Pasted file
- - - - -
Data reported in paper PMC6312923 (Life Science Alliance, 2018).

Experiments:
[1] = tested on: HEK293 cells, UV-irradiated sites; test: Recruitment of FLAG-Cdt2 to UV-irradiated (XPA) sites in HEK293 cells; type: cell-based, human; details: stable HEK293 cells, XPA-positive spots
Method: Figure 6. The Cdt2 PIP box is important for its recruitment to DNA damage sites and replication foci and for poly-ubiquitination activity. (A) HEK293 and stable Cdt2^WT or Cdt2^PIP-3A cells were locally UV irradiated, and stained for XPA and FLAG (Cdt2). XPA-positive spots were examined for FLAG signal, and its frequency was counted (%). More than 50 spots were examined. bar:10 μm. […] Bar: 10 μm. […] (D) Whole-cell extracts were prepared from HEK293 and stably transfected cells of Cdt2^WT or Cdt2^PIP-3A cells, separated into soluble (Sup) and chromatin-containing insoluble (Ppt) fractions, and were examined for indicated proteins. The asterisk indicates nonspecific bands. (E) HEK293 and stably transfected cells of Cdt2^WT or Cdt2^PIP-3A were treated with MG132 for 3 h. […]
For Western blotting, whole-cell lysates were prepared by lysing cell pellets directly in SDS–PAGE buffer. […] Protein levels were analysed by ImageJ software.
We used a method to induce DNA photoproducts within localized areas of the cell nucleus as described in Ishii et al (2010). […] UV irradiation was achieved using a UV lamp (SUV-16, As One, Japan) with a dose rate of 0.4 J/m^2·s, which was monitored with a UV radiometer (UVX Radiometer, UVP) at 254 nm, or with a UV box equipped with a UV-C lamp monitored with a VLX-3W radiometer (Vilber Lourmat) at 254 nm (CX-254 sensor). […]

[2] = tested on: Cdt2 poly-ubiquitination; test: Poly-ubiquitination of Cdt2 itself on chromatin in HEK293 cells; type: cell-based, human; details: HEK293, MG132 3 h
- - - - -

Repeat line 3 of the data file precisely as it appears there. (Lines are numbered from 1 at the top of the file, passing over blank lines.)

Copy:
[1] = tested on: HEK293 cells, UV-irradiated sites; test: Recruitment of FLAG-Cdt2 to UV-irradiated (XPA) sites in HEK293 cells; type: cell-based, human; details: stable HEK293 cells, XPA-positive spots